Today in Brand History: Gillette
In 1904, King C Gillette patented the Gillette razor blade. His innovation was a thin and disposable blade made of stamped steel. Gillette's invention was inspired in the 1890's when he worked at the Crown Cork & Seal Company. Gillette saw bottle caps with the cork seal that he sold, thrown away after the bottle was opened. His mentor, William Painter, who had invented the Crown cork helped him to see the value in a business built on a product that was used a few times, then discarded. Gillette realized that a profit could be made by selling an inexpensive razor with disposable blades.
While Gillette first started developing his idea in 1895, developing the concept into a working model and drawings that could be submitted to the Patent Office took six years. Gillette founded the American Safety Razor Company in September 1901, changing the company's name to the Gillette Safety Razor Company in July 1902. Gillette had issues getting funding until his old friend John Joyce invested in the company, allowing them to begin manufacturing.
Production began in 1903, and in his first year, he sold a total of 51 razors and 168 blades. Sales continued to build slowly in the US and by 1905 the company opened a sales office in London and a manufacturing plant in Paris. By 1906, Gillette had a blade plant in Canada, a sales operation in Mexico, and a European distribution network that sold in several countries. However, due to its premium pricing strategy, the Gillette Safety Razor Company's razor and blade unit sales grew at a modest pace from 1908 to 1916. Disposable razor blades still were not mass-market product, and barbershops and self-shaving with a straight razor were still popular methods of grooming.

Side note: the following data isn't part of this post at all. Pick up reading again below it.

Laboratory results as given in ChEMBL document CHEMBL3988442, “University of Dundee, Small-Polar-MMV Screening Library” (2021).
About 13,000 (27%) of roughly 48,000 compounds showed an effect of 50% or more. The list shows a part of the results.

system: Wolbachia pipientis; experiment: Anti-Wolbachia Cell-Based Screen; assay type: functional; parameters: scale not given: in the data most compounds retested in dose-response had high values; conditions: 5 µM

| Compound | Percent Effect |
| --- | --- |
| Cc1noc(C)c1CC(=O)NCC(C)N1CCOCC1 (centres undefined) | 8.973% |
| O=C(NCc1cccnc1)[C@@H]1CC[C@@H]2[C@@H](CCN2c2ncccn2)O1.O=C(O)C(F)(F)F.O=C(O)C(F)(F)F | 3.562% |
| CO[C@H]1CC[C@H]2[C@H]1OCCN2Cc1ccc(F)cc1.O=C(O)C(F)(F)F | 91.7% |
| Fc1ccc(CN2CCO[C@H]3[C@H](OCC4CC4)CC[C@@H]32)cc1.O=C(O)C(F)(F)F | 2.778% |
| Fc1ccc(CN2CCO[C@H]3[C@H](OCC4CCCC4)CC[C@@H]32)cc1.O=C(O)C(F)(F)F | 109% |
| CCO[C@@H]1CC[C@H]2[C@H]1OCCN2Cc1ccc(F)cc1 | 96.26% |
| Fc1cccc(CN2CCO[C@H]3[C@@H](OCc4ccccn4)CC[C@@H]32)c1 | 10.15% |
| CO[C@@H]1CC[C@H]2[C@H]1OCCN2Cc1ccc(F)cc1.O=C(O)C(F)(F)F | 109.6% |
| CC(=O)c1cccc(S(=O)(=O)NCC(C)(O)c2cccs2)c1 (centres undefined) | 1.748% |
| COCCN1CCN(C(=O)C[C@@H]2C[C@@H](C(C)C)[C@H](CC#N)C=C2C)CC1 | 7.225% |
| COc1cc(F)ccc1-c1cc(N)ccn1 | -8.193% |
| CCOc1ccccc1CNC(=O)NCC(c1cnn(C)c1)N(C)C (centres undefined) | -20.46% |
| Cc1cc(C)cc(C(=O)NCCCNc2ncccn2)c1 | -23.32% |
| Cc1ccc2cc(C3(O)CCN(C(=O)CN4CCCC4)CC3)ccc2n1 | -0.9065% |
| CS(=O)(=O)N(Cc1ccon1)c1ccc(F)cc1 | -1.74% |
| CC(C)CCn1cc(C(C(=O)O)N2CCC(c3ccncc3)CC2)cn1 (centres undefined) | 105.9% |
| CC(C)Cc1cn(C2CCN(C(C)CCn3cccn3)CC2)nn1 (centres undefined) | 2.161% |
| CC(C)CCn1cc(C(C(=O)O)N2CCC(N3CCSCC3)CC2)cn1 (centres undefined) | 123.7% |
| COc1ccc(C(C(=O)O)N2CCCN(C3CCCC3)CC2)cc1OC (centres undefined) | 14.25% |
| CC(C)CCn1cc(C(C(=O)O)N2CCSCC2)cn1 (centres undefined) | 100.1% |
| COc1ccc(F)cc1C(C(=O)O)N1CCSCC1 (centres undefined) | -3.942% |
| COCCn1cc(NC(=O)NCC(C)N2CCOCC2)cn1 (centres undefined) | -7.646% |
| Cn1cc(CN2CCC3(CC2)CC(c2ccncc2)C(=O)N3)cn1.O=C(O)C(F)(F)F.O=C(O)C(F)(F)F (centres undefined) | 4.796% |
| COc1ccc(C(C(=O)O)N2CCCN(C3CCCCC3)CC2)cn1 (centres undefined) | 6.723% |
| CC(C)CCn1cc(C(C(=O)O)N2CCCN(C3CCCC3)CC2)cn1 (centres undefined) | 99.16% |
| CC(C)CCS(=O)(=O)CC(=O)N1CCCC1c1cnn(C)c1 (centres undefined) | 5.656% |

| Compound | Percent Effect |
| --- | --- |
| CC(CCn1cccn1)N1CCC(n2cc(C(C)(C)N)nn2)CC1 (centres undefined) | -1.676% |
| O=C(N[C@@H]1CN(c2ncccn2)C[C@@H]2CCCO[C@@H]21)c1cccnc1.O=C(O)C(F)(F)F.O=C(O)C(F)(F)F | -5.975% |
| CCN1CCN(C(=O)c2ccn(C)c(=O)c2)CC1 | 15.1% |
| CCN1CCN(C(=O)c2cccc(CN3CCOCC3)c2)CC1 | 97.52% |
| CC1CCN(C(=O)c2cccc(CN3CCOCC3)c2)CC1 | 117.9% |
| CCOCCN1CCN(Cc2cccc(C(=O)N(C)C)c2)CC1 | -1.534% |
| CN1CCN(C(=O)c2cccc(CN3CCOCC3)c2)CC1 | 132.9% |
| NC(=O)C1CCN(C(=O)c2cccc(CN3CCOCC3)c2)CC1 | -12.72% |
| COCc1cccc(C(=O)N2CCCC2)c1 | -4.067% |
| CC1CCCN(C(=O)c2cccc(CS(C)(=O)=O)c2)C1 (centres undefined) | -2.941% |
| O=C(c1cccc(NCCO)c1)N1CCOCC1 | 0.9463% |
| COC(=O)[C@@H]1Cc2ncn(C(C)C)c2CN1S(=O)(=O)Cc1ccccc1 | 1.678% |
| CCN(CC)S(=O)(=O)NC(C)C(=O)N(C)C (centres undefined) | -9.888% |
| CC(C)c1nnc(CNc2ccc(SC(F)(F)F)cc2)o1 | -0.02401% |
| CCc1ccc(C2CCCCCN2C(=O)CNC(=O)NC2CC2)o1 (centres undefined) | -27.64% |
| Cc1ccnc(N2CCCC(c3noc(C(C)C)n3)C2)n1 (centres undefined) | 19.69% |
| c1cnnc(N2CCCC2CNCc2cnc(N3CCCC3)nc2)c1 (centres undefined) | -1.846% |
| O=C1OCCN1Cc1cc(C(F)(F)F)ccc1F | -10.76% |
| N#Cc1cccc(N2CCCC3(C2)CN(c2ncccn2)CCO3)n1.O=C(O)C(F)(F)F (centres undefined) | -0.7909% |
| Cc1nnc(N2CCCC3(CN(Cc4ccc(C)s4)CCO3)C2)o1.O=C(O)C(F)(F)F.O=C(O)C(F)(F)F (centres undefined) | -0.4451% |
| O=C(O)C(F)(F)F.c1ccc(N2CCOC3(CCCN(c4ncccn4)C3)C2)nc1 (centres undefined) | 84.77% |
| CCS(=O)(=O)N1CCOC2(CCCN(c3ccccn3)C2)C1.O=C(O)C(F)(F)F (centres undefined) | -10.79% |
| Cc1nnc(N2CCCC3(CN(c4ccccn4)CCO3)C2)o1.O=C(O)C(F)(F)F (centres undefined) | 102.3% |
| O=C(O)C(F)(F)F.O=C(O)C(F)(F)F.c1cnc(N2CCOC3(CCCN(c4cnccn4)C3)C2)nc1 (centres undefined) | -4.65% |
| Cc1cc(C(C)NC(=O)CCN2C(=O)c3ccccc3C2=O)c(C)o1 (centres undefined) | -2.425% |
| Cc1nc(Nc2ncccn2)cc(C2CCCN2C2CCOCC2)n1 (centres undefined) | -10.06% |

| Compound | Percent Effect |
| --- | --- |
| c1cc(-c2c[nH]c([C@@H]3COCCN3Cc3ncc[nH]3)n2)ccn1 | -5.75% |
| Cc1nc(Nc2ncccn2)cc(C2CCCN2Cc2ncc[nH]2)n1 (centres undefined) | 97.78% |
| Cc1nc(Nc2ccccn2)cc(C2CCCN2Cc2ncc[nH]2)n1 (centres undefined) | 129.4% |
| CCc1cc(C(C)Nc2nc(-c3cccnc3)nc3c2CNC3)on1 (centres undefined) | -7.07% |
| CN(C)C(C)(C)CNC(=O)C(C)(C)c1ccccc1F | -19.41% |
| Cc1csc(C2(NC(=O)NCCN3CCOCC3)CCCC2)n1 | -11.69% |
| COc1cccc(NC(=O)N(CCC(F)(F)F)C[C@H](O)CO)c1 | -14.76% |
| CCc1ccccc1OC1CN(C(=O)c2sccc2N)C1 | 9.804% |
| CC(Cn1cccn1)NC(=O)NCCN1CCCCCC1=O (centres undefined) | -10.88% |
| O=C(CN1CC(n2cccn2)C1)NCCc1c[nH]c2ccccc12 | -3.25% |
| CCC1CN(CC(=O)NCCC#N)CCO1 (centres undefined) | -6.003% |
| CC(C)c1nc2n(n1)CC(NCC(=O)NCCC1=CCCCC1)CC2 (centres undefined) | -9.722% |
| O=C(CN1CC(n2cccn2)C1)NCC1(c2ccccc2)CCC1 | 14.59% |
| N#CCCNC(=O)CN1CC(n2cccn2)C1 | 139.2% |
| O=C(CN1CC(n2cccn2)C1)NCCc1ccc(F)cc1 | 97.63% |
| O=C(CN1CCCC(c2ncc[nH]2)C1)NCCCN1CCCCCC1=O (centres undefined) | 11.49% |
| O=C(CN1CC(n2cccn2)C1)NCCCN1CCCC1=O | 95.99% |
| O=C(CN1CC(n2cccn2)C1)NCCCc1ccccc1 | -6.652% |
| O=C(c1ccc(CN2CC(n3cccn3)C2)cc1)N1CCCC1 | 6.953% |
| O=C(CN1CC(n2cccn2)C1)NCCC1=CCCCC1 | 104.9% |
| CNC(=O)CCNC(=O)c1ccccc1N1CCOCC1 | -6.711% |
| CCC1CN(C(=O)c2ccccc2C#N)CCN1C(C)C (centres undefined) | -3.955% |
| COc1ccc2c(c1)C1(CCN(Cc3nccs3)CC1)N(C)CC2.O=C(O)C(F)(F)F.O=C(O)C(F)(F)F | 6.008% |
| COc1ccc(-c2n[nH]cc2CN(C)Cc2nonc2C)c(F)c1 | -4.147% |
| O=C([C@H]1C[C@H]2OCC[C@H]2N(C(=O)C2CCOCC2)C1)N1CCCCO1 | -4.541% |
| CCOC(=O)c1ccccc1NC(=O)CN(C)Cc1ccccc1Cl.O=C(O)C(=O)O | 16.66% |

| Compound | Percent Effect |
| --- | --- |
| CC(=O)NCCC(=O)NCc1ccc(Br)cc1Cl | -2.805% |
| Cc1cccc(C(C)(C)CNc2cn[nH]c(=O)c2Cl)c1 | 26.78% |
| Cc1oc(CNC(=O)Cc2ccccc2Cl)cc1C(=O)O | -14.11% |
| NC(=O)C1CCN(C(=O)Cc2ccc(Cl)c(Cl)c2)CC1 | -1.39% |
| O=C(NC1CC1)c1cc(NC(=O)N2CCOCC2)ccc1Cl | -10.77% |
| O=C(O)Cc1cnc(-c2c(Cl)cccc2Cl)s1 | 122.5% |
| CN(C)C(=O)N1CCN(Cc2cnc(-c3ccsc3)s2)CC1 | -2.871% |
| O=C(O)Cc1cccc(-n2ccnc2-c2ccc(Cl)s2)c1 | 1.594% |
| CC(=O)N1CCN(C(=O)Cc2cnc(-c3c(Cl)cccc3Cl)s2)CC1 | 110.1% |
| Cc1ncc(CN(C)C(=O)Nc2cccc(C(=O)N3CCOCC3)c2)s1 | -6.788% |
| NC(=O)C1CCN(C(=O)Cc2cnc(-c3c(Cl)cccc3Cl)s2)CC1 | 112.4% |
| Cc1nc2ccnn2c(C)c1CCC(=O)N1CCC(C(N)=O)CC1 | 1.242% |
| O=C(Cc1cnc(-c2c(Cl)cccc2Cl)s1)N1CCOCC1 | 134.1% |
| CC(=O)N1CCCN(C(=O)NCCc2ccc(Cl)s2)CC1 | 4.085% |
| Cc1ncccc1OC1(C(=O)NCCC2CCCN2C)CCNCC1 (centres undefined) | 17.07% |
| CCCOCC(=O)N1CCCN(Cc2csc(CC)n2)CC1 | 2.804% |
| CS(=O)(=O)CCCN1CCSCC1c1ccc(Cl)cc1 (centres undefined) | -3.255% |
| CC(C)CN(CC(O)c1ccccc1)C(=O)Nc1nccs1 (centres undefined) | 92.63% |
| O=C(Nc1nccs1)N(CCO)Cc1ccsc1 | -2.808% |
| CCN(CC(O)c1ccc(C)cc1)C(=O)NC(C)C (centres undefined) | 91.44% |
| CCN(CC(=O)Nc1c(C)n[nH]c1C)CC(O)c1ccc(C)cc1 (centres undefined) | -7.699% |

At the onset of World War I, US military regulations required every soldier to provide their own shaving kit. Gillette designed a compact kit with disposable blades, decorated with US Army and Navy insignia and in 1917, Gillette sold 1.1 million razors. Shortly after, Gillette was awarded a contract to supply all American troops with double-edge safety razors as part of their standard field kits, delivering a total of 3.5 million razors and 32 million blades for them. The returning soldiers were permitted to keep that part of their equipment and as a result, they retained their new shaving habits. After the war, Gillette utilized this in their marketing campaigns to reinforce the habit acquired during the war.
While popularity and sales of Gillette razors grew during the post war period, their razors were expensive from the time that they were first introduced and pricing only went down after his patents expired in the 1920's. Gillette's original razor patent expired in November 1921 and to stay ahead of others entering the market with cheaper alternatives, the company adopted a strategy that included continual innovation to maintain a flow of new product that could maintain its higher pricing levels, while quickly lowering pricing on existing models, and coming up with unbranded or rebranded cheaper alternatives in emerging markets to challenge new brands entering the market. The New Improved Gillette Safety Razor launched in Spring 1921 and was the first to employ the "razor and blades" pricing model, where the razor itself was sold at a cheaper price, while the profit margin was made on the replacement blades.
During that time, Gillette and his partner, John Joyce battled for control of the company. Gillette eventually sold his shares to Joyce but his name remained on the brand. Beginning in 1939, Gillette followed Coca Cola and General Mills as one of the first brands to make a significant investment in marketing sporting events after its advertising in the World Series more than doubled the sales that the company had projected. The company sponsored the Gillette Cavalcade of Sports radio program, which eventually expanded into television in the late 1940's. Cavalcade aired many popular sporting events including college football games, baseball, the Kentucky Derby and most notably, professional boxing.
Over the next several decades, Gillette continued to expand its product range, while Schick and Bic competed for share of the razor market. The company spurned attempts by Revlon and Coniston for control of the company before finally agreeing to sell to Proctor & Gamble in 2005 for more than $50 billion.